TALLAHASSEE, Fla. (WTXL) - The National Center for PTSD reports eight percent of U.S. veterans have had Post-Traumatic Stress Disorder at some point in their life.
That percentage is higher for vets who served in the Vietnam War, Gulf War, and Operations Iraqi Freedom and Enduring Freedom.
Sometimes war happens off the battlefield and for those who've served in the military, the memories, images and horrors they've seen stay with them.
"You never know. I mean, there are some veterans that never deploy that need help. There are veterans that deploy a lot that don't ask for help that probably should ask for help," said President of Florida Veterans Foundation, Commander Dennis Baker.
The Florida Veterans Foundation is working with other groups to launch an app for veterans who need that help.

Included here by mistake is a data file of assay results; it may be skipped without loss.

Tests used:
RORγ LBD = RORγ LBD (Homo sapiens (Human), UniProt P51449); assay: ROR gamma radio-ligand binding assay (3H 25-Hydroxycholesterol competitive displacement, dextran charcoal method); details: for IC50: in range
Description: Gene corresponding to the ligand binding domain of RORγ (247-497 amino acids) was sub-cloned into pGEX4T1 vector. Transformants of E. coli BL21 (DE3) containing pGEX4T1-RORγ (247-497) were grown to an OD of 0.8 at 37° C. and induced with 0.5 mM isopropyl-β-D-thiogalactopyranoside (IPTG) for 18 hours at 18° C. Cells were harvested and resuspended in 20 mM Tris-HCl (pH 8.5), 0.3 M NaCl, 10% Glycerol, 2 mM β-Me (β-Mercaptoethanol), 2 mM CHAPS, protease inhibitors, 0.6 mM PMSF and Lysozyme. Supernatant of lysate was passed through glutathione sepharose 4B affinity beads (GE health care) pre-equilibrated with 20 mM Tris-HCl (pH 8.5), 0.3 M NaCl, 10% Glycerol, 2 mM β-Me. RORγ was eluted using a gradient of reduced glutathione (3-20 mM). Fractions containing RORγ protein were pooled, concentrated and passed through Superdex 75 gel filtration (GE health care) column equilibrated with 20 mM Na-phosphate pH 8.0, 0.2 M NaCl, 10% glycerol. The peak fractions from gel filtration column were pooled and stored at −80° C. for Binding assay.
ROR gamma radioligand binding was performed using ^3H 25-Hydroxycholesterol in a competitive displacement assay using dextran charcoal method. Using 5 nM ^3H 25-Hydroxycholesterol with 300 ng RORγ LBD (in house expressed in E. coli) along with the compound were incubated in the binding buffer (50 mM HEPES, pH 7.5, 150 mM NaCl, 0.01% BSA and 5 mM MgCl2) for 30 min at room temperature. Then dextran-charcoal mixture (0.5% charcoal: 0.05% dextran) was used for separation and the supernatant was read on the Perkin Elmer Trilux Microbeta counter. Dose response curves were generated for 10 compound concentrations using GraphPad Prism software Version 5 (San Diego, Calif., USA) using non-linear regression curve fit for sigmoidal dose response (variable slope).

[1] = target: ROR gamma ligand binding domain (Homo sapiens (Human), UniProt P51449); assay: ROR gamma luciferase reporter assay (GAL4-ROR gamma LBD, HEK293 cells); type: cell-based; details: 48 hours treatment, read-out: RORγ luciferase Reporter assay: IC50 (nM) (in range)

"That app will, with one button push, will connect them to a crisis center in Florida that will give them peer-to-peer, veteran-to-veteran service and will answer questions," said Commander Baker.
The Florida Association of Managing Entities helps about 300,000 Floridians, including many veterans. The CEO said local partners like the 211 Big Bend hotline and Apalachee Center are available for support.
"If a veteran has an issue and they feel maybe suicidal, or maybe even their family has a concern ,there are programs, there are services out there for the individual," said Natalie Kelly."So, the whole purpose is to make sure that people know that there's help."
Failing to treat PTSD has led thousands of veterans to commit suicide.
A September 2018 report from the U.S. Department of Veterans Affairs states more than 6,000 veterans committed suicide every year from 2008 to 2016.
The Florida Veterans Foundation said making one phone call can help save someone's life.
"We're working really, really hard to get out there and let the veterans know that they have an avenue that they can go to, and we're here to help them," said Commander Baker.